UK Authorises Emergency Use Of Pfizer Coronavirus Vaccine

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LONDON, United Kingdom (AP) — British officials authorised a COVID-19 vaccine for emergency use on Wednesday, greenlighting the world’s first shot against the virus that’s backed by rigorous science and taking a major step toward eventually ending the pandemic.

The go-ahead for the vaccine developed by American drugmaker Pfizer and Germany’s BioNTech comes as the virus surges again in the United States and Europe, putting pressure on hospitals and morgues in some places and forcing new rounds of restrictions that have devastated economies.

The Medicines and Healthcare Products Regulatory Agency, which licenses drugs in the UK, recommended the vaccine could be used after it reviewed the results of clinical trials that showed the vaccine was 95 per cent effective overall — and that it also offered significant protection for older people, among those most at risk of dying from the disease. But the vaccine remains experimental while final testing is done.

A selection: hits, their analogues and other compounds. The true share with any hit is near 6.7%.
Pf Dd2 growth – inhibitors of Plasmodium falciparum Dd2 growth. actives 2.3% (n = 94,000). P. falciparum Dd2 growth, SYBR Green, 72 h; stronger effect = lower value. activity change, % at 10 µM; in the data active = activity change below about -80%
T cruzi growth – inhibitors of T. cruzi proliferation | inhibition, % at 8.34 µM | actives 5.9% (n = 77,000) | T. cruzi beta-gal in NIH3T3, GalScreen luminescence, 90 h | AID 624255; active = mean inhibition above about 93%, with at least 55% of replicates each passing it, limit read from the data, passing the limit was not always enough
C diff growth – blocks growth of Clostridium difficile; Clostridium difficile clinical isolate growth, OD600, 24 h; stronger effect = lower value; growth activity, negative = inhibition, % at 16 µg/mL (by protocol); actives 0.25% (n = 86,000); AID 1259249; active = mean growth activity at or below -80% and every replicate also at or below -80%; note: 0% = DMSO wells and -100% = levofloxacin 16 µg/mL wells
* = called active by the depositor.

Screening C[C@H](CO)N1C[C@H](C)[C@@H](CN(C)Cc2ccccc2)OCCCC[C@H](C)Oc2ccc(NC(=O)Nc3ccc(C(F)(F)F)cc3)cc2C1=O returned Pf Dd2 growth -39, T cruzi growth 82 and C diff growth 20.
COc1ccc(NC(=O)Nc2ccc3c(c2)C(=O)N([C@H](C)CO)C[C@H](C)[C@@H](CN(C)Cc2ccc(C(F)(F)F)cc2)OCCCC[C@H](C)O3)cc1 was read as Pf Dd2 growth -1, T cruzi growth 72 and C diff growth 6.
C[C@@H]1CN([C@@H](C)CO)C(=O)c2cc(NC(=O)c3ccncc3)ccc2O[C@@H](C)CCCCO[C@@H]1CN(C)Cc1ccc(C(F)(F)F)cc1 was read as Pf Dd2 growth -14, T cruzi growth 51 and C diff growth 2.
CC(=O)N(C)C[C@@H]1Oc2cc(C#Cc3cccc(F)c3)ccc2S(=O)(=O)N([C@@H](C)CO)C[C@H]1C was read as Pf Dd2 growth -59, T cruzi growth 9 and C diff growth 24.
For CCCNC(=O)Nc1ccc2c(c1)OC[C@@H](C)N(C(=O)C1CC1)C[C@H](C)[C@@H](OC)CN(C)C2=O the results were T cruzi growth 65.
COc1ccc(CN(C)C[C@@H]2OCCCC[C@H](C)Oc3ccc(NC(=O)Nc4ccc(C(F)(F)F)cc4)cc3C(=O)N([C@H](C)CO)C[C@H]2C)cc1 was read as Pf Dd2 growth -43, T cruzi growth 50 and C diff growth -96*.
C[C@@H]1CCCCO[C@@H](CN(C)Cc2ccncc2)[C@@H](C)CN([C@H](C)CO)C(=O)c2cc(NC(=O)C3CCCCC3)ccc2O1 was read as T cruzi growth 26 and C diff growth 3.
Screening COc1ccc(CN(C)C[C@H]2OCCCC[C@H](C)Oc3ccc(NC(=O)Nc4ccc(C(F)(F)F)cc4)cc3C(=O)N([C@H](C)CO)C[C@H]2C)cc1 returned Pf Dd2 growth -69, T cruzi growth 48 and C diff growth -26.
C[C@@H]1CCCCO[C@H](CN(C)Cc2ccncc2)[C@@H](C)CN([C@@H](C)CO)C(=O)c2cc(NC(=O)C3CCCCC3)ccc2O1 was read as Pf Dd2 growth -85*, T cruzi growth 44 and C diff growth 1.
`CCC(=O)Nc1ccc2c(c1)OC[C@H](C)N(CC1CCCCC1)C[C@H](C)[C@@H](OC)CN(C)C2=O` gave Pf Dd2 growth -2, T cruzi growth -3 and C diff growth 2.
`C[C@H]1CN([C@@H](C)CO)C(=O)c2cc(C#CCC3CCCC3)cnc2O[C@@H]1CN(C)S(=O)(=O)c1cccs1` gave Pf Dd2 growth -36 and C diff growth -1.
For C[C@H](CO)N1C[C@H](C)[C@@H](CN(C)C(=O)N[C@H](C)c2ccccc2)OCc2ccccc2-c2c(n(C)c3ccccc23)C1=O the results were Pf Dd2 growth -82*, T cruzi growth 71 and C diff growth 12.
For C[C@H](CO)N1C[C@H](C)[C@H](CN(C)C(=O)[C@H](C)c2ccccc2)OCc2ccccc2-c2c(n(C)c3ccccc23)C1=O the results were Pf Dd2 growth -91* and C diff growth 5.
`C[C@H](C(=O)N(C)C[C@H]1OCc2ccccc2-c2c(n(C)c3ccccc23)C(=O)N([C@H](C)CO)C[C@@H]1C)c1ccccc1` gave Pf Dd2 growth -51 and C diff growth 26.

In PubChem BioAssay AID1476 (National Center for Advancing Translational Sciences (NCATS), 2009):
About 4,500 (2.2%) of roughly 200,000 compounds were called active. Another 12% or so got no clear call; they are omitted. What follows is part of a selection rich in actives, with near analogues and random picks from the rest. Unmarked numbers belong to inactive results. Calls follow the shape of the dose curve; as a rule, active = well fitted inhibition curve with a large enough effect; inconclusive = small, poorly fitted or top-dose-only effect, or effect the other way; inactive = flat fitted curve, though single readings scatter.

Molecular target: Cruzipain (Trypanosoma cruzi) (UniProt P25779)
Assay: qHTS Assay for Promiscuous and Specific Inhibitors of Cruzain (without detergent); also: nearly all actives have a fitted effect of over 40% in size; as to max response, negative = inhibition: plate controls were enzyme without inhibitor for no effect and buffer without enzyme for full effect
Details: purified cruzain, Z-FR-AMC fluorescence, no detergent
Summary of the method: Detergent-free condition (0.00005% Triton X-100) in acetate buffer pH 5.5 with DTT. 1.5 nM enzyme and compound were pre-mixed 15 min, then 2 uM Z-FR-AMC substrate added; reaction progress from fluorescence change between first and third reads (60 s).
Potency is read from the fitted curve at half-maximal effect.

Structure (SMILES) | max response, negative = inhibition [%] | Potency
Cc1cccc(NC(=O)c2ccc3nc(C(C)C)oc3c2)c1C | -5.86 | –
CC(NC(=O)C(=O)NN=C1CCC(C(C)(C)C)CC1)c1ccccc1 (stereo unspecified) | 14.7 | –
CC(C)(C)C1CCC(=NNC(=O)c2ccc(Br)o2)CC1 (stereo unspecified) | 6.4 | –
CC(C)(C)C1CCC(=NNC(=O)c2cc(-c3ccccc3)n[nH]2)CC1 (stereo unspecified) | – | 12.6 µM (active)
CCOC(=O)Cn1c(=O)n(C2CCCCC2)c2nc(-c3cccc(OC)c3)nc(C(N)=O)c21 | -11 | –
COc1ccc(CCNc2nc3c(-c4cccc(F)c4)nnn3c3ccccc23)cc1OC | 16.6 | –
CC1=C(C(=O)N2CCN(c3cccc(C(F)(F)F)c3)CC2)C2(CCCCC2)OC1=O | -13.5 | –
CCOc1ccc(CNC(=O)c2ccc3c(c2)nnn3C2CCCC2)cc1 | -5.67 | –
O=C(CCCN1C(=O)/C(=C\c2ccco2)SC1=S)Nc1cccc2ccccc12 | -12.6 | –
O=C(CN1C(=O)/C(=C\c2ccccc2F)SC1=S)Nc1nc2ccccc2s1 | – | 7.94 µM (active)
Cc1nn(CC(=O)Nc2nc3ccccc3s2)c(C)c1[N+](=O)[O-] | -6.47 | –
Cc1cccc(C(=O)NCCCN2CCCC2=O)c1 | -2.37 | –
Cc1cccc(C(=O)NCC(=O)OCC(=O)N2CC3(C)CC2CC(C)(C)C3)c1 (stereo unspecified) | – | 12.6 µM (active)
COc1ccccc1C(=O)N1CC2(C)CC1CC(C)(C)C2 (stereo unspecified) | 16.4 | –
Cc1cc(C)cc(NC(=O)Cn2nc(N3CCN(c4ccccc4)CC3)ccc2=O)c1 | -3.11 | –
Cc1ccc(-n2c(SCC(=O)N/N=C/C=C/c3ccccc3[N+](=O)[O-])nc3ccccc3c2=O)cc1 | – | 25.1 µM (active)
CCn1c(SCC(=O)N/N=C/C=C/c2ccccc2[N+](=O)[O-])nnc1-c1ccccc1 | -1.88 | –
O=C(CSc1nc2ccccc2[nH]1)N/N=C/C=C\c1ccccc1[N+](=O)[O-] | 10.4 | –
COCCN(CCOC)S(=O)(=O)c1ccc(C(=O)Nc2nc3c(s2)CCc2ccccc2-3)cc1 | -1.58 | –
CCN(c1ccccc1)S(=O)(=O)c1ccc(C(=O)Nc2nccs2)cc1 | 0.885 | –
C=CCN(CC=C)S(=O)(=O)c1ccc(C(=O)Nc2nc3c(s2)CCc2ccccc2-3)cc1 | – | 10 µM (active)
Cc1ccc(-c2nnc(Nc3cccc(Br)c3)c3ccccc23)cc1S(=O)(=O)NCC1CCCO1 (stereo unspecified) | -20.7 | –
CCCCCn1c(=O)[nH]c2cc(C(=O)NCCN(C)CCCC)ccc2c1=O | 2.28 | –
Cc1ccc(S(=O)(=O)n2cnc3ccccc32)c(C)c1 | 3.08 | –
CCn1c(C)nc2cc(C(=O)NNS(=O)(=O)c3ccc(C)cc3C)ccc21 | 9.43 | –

“Help is on its way,” British Health Secretary Matt Hancock told the BBC, adding that the situation would start to improve in the spring.

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“We now have a vaccine. We’re the first country in the world to have one formally clinically authorised but, between now and then, we’ve got to hold on, we’ve got to hold our resolve,” he said.

Other countries aren’t far behind: Regulators in the United States and the European Union also are vetting the Pfizer shot along with a similar vaccine made by competitor Moderna Incorporation. British regulators also are considering another shot made by AstraZeneca and Oxford University.

Hancock said Britain expects to begin receiving the first shipment of 800,000 doses “within days” and people will begin receiving shots as soon as the National Health Service gets the vaccine.

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Editorial Staff
Editorial Staff
Our Editorial Staff at St. Lucia Times is a team publishing news and other articles to over 200,000 regular monthly readers in Saint Lucia and in over 150 other countries worldwide.

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